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    Robert Crumb Arcade the Comics Revue #2 Complete 5-Page Story "Let's Talk Sense about This Here Modern America" Original Art (The Print Mint, 1975). Crumb flexes his social-critic muscles to spectacular effect in "Modern America." Here is a plateau of accomplishment that reinforces the Underground Comix movement's position as a cauldron of civil unrest and a nagging, irreverent conscience for the broader community of editorial cartoonists as a class. Crumb had dealt in instinctive satire since his schoolboy-sketchbook days of the 1950s-1960s, but in this one story he mustered the ornery gumption to define the United States as "America the Cruel Bully ... the Glutton ... the Greedy ... the Ugly," and back up the arguments with wit and visual appeal. Arcade's editors, Art Spiegelman and Bill Griffith, as working cartoonists in their own right, encouraged Crumb, their star player, to cut loose with all the rancor he could muster -- which in turn triggered the accompanying sense of humor (Crumb describes himself in the byline as "that cranky old fuddy-duddy"). The story's uncompromising insistence would point Crumb toward a 1980s publication called Winds of Change, an environmentally astute counterculture journal, where the artist ironically found his attitudes hobbled by a humorless editorial policy that demanded political correctness. Only in the true Underground setting, such as Arcade provided, could Crumb have the freedom from censorship to speak his mind as outrageously as his talents would direct him. Crumb's son, the late Jesse Crumb, often argued that Robert's audacious boldness in various stories for Arcade had motivated the governmental persecution that ultimately prompted his resettlement in France in 1992. The further significance of "Modern America" is that the story helped to inspire experimental stage producers Johnny Simons and Michael H. Price to develop the 1985 musical play R. Crumb Comix, in collaboration with Crumb. Abundant detail distinguishes the artwork, itself, with incidental visual references to G.B. Trudeau's Doonesbury and the Monopoly board-game mascot, Uncle Pennybags. An element of nudity figures in Page 2. Ink over graphite on Bristol board. Dimensions, 9.25" x 12". Uniformly in Excellent condition, even when allowing for slight toning, art corrections (white-painted and blade-scratching), light residue spot-staining throughout, and light handling wear.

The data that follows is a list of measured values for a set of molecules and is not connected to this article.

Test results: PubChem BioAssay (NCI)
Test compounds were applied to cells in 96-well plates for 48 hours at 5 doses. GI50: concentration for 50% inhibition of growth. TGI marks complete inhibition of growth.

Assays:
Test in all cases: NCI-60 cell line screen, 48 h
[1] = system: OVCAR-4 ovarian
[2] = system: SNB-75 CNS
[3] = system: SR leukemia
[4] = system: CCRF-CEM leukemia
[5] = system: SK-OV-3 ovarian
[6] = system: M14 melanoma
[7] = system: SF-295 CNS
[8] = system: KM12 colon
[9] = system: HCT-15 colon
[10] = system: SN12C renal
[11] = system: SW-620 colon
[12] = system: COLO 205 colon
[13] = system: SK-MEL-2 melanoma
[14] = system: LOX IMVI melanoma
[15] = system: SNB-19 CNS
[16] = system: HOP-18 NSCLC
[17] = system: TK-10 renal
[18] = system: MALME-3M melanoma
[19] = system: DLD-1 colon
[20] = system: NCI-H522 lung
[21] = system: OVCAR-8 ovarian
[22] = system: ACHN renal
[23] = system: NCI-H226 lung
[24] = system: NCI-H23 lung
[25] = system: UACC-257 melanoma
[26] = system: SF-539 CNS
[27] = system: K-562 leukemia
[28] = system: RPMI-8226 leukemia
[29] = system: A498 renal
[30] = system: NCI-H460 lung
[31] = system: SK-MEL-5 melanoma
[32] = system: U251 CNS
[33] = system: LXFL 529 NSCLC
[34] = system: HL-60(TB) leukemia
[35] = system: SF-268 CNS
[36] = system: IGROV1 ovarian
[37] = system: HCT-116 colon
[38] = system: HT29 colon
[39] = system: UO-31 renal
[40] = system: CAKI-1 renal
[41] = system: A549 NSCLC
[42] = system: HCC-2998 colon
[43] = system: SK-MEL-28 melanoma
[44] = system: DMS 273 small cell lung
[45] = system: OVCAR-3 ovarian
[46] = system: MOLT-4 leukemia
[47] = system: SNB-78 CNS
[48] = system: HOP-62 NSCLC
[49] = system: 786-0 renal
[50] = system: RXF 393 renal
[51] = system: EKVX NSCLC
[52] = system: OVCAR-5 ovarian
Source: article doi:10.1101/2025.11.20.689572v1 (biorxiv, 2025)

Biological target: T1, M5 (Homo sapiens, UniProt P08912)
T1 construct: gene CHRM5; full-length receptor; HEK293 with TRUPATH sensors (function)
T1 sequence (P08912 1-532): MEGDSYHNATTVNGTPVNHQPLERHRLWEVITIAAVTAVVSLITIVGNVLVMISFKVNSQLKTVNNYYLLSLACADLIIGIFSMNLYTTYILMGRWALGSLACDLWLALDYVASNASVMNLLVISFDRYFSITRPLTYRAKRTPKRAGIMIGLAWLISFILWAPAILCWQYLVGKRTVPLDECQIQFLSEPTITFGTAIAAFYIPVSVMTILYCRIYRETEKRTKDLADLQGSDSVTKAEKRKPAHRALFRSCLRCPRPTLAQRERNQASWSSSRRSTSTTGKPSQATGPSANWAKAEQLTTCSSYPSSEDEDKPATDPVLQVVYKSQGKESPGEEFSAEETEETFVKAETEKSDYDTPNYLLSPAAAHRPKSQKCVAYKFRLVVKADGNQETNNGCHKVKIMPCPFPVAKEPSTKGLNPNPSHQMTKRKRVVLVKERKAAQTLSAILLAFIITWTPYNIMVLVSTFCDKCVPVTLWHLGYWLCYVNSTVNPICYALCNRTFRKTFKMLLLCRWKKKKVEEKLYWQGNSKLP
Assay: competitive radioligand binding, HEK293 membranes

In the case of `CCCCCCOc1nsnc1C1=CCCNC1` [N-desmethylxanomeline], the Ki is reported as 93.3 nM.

More information about Robert Crumb, also known as Crumb, Robert, Crumb, R., R. Crumb.

    Auction Info

    Auction Dates
    June, 2021
    17th-19th Thursday-Saturday
    Bids + Registered Phone Bidders: 25
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